As one example, we now can use appropriate software to record every keystroke that a student makes when doing an online unit of study. This data can then be gathered from thousands of students completing the same lesson. Analysis of this research data, followed by appropriate changes based on the data, can lead to improvements in the unit of study. We also can design research studies that will attempt to predict whether a specific student will benefit more from online or offline instruction.

Goal 14. Accountability: All educational systems are accountable to key stakeholder groups, including:

  • Students.
  • Parents and other caregivers of the students.
  • Teachers, administrators, and all employees and volunteers in educational systems.
  • Voters, taxpayers, and funding agencies.

Comment: Accountability includes gathering, sharing, and effectively using information from formative, summative, and long-term residual impact assessments that are fair, reliable, valid, and timely (Ed Trust, 7/22/2016, link). Such assessments for both informal education and schooling are essential to improving student outcomes. ICT is now routinely used in these tasks.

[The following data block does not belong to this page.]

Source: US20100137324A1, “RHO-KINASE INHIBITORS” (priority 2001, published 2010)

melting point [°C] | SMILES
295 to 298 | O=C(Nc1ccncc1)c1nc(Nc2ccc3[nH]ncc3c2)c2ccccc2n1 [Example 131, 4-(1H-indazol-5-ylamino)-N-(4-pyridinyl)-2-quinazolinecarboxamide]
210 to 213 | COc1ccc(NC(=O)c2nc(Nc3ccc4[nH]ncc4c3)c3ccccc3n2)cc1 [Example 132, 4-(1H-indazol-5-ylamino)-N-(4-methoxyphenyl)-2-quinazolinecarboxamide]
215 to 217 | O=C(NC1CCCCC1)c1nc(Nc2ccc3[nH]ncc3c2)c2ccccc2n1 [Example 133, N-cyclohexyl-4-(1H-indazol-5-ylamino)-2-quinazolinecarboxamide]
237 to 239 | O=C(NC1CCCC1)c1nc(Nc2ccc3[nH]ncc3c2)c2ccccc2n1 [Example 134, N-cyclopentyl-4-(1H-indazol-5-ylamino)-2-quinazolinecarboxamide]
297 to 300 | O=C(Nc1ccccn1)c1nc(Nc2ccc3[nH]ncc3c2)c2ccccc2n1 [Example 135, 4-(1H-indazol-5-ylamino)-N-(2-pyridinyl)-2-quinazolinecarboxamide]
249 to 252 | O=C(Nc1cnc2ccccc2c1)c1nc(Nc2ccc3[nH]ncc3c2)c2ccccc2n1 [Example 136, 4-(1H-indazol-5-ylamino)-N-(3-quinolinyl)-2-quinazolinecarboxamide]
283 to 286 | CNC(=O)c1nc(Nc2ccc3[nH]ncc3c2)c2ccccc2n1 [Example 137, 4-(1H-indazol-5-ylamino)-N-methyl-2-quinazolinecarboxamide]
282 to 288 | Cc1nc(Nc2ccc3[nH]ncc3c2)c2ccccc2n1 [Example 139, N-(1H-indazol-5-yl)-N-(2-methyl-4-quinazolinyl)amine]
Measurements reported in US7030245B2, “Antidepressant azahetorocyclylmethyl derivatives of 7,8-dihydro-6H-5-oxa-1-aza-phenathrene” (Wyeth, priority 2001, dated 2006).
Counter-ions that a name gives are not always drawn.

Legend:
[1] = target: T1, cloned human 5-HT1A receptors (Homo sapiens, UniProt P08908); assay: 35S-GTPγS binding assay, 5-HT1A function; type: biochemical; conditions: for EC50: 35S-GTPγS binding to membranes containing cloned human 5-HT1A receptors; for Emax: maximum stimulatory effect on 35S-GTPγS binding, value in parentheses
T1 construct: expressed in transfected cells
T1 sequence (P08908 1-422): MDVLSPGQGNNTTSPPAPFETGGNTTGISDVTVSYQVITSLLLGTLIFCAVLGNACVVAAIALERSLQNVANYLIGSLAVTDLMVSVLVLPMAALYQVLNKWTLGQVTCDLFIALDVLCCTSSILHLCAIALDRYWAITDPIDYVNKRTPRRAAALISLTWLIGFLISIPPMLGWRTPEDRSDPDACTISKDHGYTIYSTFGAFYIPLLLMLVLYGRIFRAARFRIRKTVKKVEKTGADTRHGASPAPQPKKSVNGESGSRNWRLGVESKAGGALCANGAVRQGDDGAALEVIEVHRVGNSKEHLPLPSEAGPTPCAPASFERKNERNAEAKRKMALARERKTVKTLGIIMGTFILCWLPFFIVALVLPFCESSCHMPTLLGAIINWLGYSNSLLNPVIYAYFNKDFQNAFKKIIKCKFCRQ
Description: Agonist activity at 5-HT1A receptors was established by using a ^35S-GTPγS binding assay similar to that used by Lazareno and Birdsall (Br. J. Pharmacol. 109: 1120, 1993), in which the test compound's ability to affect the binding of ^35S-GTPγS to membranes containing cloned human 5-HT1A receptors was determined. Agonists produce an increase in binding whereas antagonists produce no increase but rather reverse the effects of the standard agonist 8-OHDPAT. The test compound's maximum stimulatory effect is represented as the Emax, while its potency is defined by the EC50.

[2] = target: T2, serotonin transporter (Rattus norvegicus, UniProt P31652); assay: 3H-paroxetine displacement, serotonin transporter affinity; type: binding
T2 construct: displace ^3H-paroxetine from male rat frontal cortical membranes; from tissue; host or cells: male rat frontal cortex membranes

The research on the impact that growing up in poverty can have on student performance provides one excellent example (Operation Warm, 6/12/2018, link). Another is the research that points to both health and learning benefits for newborn children whose parents have received extended paternity leave (Ferrante, 1/10/2019, link).

Final Remarks
One of my goals for informal education and schooling is for these endeavors do a more successful job of making effective use of educational research. Schooling and informal education taken together comprise a complex and challenging human endeavor. Educational leaders and others interested in education address these challenges by first developing educational goals and standards, and then implementing effective ways to meet the goals by achieving the standards. All of these activities are human endeavors—they are not exact sciences. Each of these endeavors can be (and should be) backed up by good research.

The relatively new discipline of Scholarship of Teaching and Learning is producing quite useful research results (Moursund, 2010, link; Moursund, 2012, link; SoTL, n.d., link). One especially informative article is What Do Teachers Know About the Science of Learning? by Ulrich Boser. He cites a number of examples of ideas that many teachers believe to be correct, but the ideas actually are wrong (Boser, 9/4/2019, link).
We found that 77% of educators endorsed the idea that people are either right-brained or left-brained, and that this difference impacts how they learn. But there is no scientific support for this idea.